How To Prevent Bullying, On and Off the Field

youth basketball player holding basketball with team in background

October is National Bullying Prevention Month. To keep this topic at the forefront for all who can act to reduce bullying’s impact, the October installment of the Champion in Every Corner’ podcast features ideas and perspectives from ally Judy French. Judy coordinates the National Bullying Prevention Center and conducts workshops on the topic.


One important thing that differentiates bullying from other forms of conflict, French says, is that targets of bullying typically have less power than the person or group doing the bullying—making it hard for the target (the person being bullied) to stop it.

It is difficult for a bullying target to stop the behavior independently, so parents and other adults should be aware of bullying vulnerabilities and symptoms.

One of the biggest risk factors for a child becoming a bullying target is social isolation—and some children who are socially isolated, such as those with disabilities, may perceive the attention they get from bullies as good. In other circumstances, some children may be bullying targets even though they may appear to adults as unlikely candidates because they seem to have everything they need socially or emotionally.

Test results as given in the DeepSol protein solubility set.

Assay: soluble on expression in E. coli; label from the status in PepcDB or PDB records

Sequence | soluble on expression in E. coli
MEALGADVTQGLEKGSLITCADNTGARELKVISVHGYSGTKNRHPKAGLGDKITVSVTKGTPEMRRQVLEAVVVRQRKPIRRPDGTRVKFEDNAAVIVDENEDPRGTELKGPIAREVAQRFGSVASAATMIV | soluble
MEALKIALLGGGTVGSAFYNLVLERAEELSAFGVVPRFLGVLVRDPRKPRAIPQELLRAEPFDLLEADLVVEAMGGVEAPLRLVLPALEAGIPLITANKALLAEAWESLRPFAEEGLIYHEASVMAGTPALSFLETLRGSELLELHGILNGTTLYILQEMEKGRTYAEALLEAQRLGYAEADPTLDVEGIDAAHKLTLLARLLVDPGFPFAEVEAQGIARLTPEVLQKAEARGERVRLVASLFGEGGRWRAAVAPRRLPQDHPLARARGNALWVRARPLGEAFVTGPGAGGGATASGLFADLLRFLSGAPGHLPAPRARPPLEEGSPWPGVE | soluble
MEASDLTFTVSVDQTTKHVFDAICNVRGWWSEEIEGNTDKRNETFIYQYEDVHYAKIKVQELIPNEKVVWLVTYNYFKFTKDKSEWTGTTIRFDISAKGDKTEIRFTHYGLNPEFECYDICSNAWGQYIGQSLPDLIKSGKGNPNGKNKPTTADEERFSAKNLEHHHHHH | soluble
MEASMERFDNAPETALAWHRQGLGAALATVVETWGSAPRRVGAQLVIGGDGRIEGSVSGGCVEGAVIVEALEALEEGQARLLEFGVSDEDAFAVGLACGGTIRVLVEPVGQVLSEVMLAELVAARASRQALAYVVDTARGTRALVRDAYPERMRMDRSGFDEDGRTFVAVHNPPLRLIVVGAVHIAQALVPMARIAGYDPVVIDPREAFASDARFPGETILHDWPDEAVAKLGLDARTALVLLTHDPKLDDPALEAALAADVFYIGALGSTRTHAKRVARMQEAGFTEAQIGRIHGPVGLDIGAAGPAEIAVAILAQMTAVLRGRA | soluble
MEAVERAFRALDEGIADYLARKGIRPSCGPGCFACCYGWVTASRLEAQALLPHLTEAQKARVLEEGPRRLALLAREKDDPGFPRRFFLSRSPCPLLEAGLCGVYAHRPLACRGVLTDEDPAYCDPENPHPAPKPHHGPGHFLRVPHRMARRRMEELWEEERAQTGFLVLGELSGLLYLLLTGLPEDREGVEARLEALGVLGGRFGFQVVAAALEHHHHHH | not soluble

Kids may not own up to being bullied because of the shame they may feel, and adults may sometimes be the last to know about it. Bullying often presents as depression: the targeted child may stop wanting to do things they used to enjoy, have a sudden drop in grades, or desire to go to school.

When targeted, kids seek out an adult they trust, don’t worry if it’s not you—hard as it is for a parent to hear that—but in any case, you should be proactive in talking with your child if you sense indicators of bullying.

“So much of a kid’s world can happen outside adult eyes,” says Judy French. For this reason, she advises, “We really need to keep lines of communication open with children around us, to get clued in about who could be vulnerable to being targeted.”

“A lot of advice the world gives targets is for them to do something—whether it’s to ignore it or, as my father used to say, ‘Punch him in the nose and he’ll never bother you again,'” French says. “And that really doesn’t work.”

Hear insights from the podcast and listen to additional Champion in Every Corner podcast episodes.